(5)

This allows the model catheter to deflect in more than one plane and makes the algorithm truly 3D capable. From step to step, the local coordinate systems slightly rotate. For increased efficiency, we also do not need to use more than one spring for the rod joints as proposed in [3].

3. Model-based Cone Search The top point of the cone is a definitely accepted catheter point and the base point defining the center of a circular region as cone base is proposed as follows (cf. Fig. 2): Metrically synchronously to the cone search and subject to the local coordinate system, deflection backward simulation steps take place. Finally, a new model cone base point is proposed adding a model-based step vector to the current cone top resulting in

(6)

Here, represents the chosen segment length. If the point found by ray casting inside the search cone at the base fulfills the distance constraint

(7)

it is accepted valid as next cone top and added to the list of catheter defining points (see Fig. 2).

Model Constraint Violation Otherwise, if the point found from image features deviates too far from the model proposed base point an acceptable compromise point is generated and inserted into the list of found catheter points:

(8)

By this means, the resulting catheter trajectory is a compromise or hybrid between image feature based and model based point proposals.

Image Features Preferred and Final Catheter Definition Catheter trajectories appear as signal voids in MR scans, while the surrounding tissue is brighter. Thus, we use a small circular gradient inspired 2D mask that responds to this pattern and also consider the expected geometry of the catheter cross-sections (diameter). When searching in conic regions by ray casting, we look for distal to proximal line integrals minimizing the image intensity value taking the preferred gradient pattern into account by subtracting it from the sum. Finally, the hybrid model and image feature based points are approximated by a Bezier curve [7] with control points.

4 Experiments

For evaluation we used MR images from ten patients in which 101 catheters were carefully segmented by a medical expert. The MRI scans were acquired using a mix of protocols that include two-dimensional low-artifact T2-weighted Fast Spin Echo (FSE, TR/TE=3000/120 ms, 0.2x0.3x2.0 mm), three-dimensional FSE (Siemens SPACE, TR/TE=3000/160 ms, 0.4x0.4x1.0 mm), 3D balanced steady state free precession (3D bSSFP, TR/TE = 5.8/2.9 msec, 0.6x0.6x1.6 mm). The scanner was a 3 Tesla MRI “Magnetom Verio” (Siemens Healthcare, Erlangen, Germany). The catheters in the images appear as signal voids (dark trajectories) on the T2/FSE images, and are surrounded by prominent so called blooming artifacts in the 3D bSSFP sequence.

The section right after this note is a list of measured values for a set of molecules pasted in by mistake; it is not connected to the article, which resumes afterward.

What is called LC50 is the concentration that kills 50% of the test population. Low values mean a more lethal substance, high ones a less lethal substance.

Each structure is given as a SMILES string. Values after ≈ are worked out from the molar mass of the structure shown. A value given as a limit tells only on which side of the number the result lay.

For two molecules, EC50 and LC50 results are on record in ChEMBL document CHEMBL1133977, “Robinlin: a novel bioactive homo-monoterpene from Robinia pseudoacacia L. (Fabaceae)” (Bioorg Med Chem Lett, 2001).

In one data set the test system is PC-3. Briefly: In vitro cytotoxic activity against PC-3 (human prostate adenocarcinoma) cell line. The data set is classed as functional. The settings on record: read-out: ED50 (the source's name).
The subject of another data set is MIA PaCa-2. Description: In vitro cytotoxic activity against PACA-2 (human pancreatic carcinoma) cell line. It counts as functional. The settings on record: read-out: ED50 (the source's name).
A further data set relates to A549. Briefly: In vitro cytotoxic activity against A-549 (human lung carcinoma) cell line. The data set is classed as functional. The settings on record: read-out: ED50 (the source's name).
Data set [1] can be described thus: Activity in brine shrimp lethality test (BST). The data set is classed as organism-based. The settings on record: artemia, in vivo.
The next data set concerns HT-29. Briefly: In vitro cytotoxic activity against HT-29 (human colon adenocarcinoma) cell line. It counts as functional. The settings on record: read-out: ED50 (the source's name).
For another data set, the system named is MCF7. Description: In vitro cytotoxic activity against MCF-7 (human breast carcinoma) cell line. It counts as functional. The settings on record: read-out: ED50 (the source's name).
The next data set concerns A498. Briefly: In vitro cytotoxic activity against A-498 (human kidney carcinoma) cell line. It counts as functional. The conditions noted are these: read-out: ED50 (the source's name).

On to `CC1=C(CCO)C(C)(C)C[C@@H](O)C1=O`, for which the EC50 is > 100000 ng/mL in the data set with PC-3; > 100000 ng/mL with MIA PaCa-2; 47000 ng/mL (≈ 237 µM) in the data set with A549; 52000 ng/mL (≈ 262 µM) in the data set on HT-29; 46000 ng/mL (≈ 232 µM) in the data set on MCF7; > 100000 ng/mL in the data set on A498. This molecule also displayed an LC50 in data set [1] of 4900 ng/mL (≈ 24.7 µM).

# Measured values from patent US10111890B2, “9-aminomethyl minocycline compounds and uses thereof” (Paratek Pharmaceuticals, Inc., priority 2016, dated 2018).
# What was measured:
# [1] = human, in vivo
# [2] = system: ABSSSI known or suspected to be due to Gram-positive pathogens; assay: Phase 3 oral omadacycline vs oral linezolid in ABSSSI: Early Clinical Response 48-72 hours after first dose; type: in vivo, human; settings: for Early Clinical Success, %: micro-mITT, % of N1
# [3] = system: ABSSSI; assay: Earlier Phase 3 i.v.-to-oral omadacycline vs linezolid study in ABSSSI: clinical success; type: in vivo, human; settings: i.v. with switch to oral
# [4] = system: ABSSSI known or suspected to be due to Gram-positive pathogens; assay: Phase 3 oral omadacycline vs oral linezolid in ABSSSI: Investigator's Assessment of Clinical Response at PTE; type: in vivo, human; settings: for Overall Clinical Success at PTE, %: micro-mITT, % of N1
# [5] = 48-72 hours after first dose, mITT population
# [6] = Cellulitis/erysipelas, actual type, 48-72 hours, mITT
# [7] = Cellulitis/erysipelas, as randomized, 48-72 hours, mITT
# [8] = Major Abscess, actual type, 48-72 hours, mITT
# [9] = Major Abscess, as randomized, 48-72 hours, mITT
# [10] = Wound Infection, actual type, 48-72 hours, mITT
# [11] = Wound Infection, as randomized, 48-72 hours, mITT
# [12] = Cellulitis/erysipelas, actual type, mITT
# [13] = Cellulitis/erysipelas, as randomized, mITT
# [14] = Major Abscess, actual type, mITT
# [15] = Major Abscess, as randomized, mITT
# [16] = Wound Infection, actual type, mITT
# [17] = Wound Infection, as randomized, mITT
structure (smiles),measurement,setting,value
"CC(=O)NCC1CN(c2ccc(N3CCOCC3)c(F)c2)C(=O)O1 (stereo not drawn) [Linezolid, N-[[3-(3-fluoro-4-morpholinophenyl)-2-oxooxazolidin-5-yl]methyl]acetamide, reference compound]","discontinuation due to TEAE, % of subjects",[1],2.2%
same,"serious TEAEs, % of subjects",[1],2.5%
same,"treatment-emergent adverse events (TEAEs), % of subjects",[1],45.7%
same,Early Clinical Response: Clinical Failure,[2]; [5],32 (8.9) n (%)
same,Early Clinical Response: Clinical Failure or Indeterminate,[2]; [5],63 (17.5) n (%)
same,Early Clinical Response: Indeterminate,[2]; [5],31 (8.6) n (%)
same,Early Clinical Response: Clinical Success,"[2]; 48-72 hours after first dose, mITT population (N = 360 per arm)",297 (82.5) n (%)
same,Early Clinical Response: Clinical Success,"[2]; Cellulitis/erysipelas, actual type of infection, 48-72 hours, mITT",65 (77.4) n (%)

The plastic catheters (diameter 1.6 mm or 16 Gauge) have a metallic needle inlay made of tungsten-alloy and an average insertion depth of 74 mm. We use 7 search cones with equal height , =8. Our synchronous catheter model simulation always uses segments for full length (187 mm). We empirically choose Nm as our 16 Gauge catheters are stiffer than those (18 Gauge) presented in [3]. The radius of the cone base circle is set generously to 20 mm to evaluate the model vs. the image features influence.

Three experiments are conducted in this work by varying the tolerance as 0/ mm: (1) “full model” using guidance model points only, (2) “image features only” with fully image feature based points and (3) “trade-off” as a compromise or hybrid mode between model and image features based points as core contribution of this paper.

5 Results

The Hausdorff distance (HD) between the gold standard and automatic segmentations in the patient MR images was evaluated. The HD quantifies the maximal distance between two catheter tubes [4] and thus is a very strict measure which is necessary for evaluation of clinical applicability.